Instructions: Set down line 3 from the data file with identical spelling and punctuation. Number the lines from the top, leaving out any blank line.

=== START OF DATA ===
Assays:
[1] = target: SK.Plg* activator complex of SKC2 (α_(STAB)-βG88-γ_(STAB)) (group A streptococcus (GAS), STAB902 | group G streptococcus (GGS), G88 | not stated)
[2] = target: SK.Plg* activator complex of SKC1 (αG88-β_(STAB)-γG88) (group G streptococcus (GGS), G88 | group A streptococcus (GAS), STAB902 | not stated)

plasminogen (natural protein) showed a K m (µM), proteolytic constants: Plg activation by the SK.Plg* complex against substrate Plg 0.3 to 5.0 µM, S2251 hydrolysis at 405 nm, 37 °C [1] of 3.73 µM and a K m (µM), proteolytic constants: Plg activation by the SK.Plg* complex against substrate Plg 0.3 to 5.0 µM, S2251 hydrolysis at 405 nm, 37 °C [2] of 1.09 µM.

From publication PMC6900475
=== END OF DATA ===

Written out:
[2] = target: SK.Plg* activator complex of SKC1 (αG88-β_(STAB)-γG88) (group G streptococcus (GGS), G88 | group A streptococcus (GAS), STAB902 | not stated)